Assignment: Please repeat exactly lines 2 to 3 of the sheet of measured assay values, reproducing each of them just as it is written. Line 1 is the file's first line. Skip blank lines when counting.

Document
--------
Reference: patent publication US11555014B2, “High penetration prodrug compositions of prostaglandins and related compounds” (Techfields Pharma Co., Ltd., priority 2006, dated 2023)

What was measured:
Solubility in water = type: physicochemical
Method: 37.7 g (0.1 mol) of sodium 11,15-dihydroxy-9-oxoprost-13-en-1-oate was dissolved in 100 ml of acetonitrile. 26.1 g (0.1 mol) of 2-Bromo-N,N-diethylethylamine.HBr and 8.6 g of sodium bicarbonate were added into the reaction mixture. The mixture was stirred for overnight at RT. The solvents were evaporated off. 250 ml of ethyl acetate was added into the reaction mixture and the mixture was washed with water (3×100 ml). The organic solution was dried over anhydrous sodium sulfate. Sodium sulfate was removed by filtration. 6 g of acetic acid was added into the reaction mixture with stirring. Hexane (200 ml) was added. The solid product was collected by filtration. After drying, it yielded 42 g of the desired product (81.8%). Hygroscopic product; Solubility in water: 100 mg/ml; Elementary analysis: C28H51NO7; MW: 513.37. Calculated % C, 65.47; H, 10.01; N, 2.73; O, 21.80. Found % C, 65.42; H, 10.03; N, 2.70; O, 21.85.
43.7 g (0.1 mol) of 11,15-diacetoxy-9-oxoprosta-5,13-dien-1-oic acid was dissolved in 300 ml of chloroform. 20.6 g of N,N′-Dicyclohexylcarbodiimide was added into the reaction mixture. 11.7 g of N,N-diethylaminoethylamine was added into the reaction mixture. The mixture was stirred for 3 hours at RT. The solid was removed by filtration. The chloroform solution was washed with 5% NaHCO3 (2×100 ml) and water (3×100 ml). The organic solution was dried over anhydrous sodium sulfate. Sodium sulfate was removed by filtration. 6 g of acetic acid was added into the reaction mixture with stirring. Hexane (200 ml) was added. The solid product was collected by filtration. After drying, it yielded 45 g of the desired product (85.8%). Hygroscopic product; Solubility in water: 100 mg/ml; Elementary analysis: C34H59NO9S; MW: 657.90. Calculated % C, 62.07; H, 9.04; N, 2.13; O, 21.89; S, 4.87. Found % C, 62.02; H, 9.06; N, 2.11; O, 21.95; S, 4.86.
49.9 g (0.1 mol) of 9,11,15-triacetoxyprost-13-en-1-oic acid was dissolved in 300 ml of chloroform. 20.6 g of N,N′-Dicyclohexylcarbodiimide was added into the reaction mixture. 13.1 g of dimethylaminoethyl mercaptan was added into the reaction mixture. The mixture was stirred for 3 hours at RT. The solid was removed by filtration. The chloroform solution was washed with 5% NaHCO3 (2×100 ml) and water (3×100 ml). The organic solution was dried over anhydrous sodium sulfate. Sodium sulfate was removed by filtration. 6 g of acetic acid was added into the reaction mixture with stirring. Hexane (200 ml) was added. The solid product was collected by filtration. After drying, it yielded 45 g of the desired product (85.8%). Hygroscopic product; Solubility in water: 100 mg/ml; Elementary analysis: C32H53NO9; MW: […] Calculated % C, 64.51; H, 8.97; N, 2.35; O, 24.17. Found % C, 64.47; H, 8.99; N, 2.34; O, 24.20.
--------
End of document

What was measured:
Solubility in water = type: physicochemical